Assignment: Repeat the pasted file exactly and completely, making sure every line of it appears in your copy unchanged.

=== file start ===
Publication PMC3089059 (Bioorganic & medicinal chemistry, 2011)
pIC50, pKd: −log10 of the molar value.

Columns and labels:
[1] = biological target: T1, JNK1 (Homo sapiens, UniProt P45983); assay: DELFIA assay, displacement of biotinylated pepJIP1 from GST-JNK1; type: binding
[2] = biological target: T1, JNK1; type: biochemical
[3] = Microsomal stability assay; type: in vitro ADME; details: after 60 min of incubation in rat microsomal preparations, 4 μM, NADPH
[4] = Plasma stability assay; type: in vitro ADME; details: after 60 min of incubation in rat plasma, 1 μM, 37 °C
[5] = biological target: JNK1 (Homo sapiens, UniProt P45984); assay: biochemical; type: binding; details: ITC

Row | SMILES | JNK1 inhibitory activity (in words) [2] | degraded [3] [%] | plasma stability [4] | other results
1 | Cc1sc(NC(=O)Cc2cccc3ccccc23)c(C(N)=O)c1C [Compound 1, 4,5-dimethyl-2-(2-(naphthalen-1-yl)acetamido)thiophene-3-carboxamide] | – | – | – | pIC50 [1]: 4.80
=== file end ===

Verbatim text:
Publication PMC3089059 (Bioorganic & medicinal chemistry, 2011)
pIC50, pKd: −log10 of the molar value.

Columns and labels:
[1] = biological target: T1, JNK1 (Homo sapiens, UniProt P45983); assay: DELFIA assay, displacement of biotinylated pepJIP1 from GST-JNK1; type: binding
[2] = biological target: T1, JNK1; type: biochemical
[3] = Microsomal stability assay; type: in vitro ADME; details: after 60 min of incubation in rat microsomal preparations, 4 μM, NADPH
[4] = Plasma stability assay; type: in vitro ADME; details: after 60 min of incubation in rat plasma, 1 μM, 37 °C
[5] = biological target: JNK1 (Homo sapiens, UniProt P45984); assay: biochemical; type: binding; details: ITC

Row | SMILES | JNK1 inhibitory activity (in words) [2] | degraded [3] [%] | plasma stability [4] | other results
1 | Cc1sc(NC(=O)Cc2cccc3ccccc23)c(C(N)=O)c1C [Compound 1, 4,5-dimethyl-2-(2-(naphthalen-1-yl)acetamido)thiophene-3-carboxamide] | – | – | – | pIC50 [1]: 4.80